Pete Wargent blogspot

Co-founder & CEO of AllenWargent property buyer's agents, offices in Brisbane (Riverside) & Sydney (Martin Place), and CEO of WargentAdvisory (providing subscription analysis, reports & services to institutional clients).

4 x finance/investment author - 'Get a Financial Grip: a simple plan for financial freedom’ (2012) rated Top 10 finance books by Money Magazine & Dymocks.

"Unfortunately so much commentary is self-serving or sensationalist. Pete Wargent shines through with his clear, sober & dispassionate analysis of the housing market, which is so valuable. Pete drills into the facts & unlocks the details that others gloss over in their rush to get a headline. On housing Pete is a must read, must follow - he is one of the better property analysts in Australia" - Stephen Koukoulas, MD of Market Economics, former Senior Economics Adviser to Prime Minister Gillard.

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Tuesday, 28 October 2014

Aren't LICs much too expensive?

High earnings ratios

A question I am asked fairly often is: "Aren't Listed Investment Companies (LICs) far too expensive?".

The answer is "not really" and the reasoning is a little technical, but easily enough explained.

LICs have often been trading at Price/Earnings (P/E) ratios of as high as 25 or above in Australia.

Now, sure, you wouldn't be able to make much of a case for investing in capital-intensive resources companies such as BHP Billiton or Rio Tinto if they were trading at such a high PE.

Indeed, even a PE of above 15 for the major banks, when considered in conjunction with price-to-book values, would be arguably too expensive to represent value, as considered here previously.

What actually are LICs?

But when you stop to consider what LICs actually are, being companies which invest in a wide range of other companies and trusts, then the answer becomes clearer.

For example, here is the FY2013 Income Statement for Argo (ARG) courtesy of the company's Annual Report:


The profit and loss account comprises revenues which are predominantly dividends harvested from other entities which have been invested in, premium income on exchange traded options written, interest income and some relatively small net gains on trading investments.

Administration costs are comparatively very, very low (a management expense ratio or MER of only 0.15 percent, meaning 0.15 percent of average assets, predominantly for director remuneration, office rent and share registry costs) allowing the company to record a net profit after tax of $175 million from income of only $191 million, equating to earnings per share (EPS) of 27.7 cents.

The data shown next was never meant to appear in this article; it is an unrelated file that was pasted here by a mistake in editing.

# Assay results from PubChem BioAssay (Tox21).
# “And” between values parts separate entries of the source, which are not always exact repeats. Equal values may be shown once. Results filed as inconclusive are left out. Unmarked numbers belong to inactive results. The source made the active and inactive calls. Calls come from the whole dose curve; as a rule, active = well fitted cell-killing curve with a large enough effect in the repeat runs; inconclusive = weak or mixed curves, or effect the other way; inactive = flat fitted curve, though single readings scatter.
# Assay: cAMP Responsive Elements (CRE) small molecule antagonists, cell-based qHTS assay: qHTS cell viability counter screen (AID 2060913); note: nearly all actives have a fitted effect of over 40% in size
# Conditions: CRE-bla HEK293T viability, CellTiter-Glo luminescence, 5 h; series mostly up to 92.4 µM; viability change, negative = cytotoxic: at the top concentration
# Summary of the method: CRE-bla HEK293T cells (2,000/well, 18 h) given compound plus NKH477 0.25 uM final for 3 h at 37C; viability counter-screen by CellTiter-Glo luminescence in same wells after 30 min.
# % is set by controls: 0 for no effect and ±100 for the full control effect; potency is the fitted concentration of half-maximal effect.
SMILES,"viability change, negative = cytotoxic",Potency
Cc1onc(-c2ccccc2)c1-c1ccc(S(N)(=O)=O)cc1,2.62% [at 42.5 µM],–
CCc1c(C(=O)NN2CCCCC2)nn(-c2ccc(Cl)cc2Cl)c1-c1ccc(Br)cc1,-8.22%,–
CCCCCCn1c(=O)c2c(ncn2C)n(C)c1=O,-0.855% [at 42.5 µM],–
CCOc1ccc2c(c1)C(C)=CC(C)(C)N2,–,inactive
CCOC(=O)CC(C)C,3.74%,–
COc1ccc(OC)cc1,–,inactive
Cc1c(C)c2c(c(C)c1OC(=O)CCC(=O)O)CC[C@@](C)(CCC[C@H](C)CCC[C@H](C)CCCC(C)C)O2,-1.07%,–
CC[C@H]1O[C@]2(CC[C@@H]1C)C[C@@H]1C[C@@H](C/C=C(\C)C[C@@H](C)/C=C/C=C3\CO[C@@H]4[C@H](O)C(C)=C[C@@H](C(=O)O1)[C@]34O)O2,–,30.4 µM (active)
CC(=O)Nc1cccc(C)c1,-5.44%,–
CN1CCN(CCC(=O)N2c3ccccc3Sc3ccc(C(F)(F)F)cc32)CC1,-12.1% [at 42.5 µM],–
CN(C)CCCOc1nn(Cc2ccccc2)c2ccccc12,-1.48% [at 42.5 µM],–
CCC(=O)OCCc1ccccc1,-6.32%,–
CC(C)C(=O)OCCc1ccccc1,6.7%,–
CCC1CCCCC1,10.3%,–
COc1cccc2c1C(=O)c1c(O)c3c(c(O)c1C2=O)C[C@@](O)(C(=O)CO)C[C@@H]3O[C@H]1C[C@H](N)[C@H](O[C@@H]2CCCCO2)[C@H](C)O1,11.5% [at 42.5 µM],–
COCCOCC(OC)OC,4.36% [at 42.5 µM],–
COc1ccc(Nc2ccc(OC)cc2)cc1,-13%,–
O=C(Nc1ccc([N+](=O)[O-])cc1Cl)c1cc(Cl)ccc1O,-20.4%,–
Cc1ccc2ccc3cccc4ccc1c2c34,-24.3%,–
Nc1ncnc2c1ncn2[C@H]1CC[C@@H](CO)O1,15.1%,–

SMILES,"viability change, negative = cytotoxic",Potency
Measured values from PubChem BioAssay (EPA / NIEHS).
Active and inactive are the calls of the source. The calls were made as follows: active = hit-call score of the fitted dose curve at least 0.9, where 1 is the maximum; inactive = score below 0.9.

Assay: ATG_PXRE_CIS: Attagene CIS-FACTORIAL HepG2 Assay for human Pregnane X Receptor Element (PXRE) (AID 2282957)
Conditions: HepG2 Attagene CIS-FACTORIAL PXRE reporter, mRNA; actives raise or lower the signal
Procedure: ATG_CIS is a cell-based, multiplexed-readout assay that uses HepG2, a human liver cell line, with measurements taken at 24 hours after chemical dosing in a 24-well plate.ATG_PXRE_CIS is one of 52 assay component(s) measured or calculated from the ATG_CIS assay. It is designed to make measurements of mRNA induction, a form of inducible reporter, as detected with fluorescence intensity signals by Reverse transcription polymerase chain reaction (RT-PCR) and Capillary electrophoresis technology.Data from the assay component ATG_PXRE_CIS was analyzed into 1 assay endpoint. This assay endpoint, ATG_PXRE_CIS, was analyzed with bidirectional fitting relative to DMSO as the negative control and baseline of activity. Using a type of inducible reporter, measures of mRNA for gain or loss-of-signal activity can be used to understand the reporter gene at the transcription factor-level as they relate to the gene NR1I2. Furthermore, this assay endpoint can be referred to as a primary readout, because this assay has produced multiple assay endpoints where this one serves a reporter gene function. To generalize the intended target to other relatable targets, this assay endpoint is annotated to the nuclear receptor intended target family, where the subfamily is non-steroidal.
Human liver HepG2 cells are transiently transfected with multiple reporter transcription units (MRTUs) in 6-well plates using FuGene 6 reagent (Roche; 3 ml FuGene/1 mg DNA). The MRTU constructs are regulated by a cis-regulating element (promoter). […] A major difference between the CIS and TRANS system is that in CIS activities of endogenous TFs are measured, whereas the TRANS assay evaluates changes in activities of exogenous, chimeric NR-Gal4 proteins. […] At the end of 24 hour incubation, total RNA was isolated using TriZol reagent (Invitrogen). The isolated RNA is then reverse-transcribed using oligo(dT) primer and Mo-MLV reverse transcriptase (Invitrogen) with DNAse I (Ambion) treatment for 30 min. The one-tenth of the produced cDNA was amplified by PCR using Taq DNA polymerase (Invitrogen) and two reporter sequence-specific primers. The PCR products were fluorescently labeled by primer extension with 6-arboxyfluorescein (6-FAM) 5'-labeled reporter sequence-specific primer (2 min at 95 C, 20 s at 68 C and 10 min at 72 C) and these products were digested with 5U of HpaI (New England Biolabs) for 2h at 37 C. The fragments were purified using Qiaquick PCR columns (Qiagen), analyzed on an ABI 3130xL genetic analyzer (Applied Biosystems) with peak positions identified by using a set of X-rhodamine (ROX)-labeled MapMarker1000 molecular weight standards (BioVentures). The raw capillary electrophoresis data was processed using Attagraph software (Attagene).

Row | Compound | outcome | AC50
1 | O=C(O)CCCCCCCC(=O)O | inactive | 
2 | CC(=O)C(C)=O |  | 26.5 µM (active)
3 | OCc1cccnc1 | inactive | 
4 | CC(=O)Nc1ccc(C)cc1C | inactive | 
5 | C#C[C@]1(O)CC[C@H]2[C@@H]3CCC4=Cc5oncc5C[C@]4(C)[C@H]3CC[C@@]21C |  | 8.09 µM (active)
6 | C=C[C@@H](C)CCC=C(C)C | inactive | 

In 2014 profits surged by a further 12 percent to $196 million.

Most of the profits are distributed to shareholders, with fully franked dividends a priority. 

Argo has been consistently distributing around 26 cents per share to shareholders in recent years, which increased again to 28 cents in 2014.

It is fair to expect that LICs will trade at a small premium in order to reflect the reliability of their performance.

Argo has been returning capital growth and dividend income to shareholders consistently since 1946, and also has a proven track record of beating the All Ords returns with only a low management cost.

I like companies with such a track record of success over 60 or 70 years - it shows that their patient, value investment philosophy works because the thriving company has outlasted the working lifespan of individual portfolio managers!


A better way to value LICs?

Investors in LICs should try to look at things another way, that being to focus on the consistently growing dividend income. 

Here are ARG's interim and full dividends paid since 1986.


For 2014, ARG pays a total annual dividend of 28 cents per share.

I would suggest that a fair value in the current low interest rate environment could be somewhere around 25 times that dividend figure ($0.28 x 25 = $7.00), thereby equating to a yield of 4 percent.

Clearly if risk free returns elsewhere were higher than they are presently, one might take a different view on that.


The current share price of $7.85 may arguably be a little expensive, therefore, but it's nowhere near as overpriced as implied by the apparently 'high' P/E ratio, for the reasons explained previously.

Remember that an LIC benefits from the growth and dividend income of the ventures it invests in.

Unlike, say, a mining company, there after no hefty capital outlays and the business model is self-sustaining (indeed, some LICs should as Argo weight themselves towards an industrials allocation, companies which generally themselves are more sustainable and less capital intensive than the resources stocks equivalents).

With a net tangible asset backing of $7.46 per share in FY14 Argo has over the past year just about "priced for perfection" with only a small price premium, representing the comfort which some investors are taking in such well diversified products.

A couple of things to watch out your when choosing an LIC to invest in are:

(1) gearing - whether the company is using leverage to invest, and if so, how much?; and

(2) liquidity - how easily can you buy and sell parcels of shares given the volumes traded?).

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Disclaimer: I don't recommend individual stocks. Always consult a licensed professional before making investment decisions.